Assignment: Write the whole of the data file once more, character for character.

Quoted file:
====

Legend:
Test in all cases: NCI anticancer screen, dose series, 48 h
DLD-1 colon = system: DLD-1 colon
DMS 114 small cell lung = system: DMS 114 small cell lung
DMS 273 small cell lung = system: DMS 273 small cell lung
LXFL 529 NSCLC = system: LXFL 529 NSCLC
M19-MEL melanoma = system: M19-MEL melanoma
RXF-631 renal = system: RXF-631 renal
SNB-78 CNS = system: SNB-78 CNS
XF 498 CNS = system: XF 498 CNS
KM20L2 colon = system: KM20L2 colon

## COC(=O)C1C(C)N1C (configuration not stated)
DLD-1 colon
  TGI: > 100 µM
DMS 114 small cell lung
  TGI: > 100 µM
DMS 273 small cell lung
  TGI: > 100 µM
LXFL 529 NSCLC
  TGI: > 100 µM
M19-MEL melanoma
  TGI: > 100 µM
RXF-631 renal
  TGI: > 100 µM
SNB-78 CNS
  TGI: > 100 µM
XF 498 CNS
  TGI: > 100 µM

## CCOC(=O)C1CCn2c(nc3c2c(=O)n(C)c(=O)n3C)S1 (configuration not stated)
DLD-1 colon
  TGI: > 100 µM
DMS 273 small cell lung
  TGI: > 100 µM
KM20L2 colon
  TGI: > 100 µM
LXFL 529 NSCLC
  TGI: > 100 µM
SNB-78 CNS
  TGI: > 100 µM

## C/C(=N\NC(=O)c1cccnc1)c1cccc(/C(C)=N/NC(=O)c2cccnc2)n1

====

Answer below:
Legend:
Test in all cases: NCI anticancer screen, dose series, 48 h
DLD-1 colon = system: DLD-1 colon
DMS 114 small cell lung = system: DMS 114 small cell lung
DMS 273 small cell lung = system: DMS 273 small cell lung
LXFL 529 NSCLC = system: LXFL 529 NSCLC
M19-MEL melanoma = system: M19-MEL melanoma
RXF-631 renal = system: RXF-631 renal
SNB-78 CNS = system: SNB-78 CNS
XF 498 CNS = system: XF 498 CNS
KM20L2 colon = system: KM20L2 colon

## COC(=O)C1C(C)N1C (configuration not stated)
DLD-1 colon
  TGI: > 100 µM
DMS 114 small cell lung
  TGI: > 100 µM
DMS 273 small cell lung
  TGI: > 100 µM
LXFL 529 NSCLC
  TGI: > 100 µM
M19-MEL melanoma
  TGI: > 100 µM
RXF-631 renal
  TGI: > 100 µM
SNB-78 CNS
  TGI: > 100 µM
XF 498 CNS
  TGI: > 100 µM

## CCOC(=O)C1CCn2c(nc3c2c(=O)n(C)c(=O)n3C)S1 (configuration not stated)
DLD-1 colon
  TGI: > 100 µM
DMS 273 small cell lung
  TGI: > 100 µM
KM20L2 colon
  TGI: > 100 µM
LXFL 529 NSCLC
  TGI: > 100 µM
SNB-78 CNS
  TGI: > 100 µM

## C/C(=N\NC(=O)c1cccnc1)c1cccc(/C(C)=N/NC(=O)c2cccnc2)n1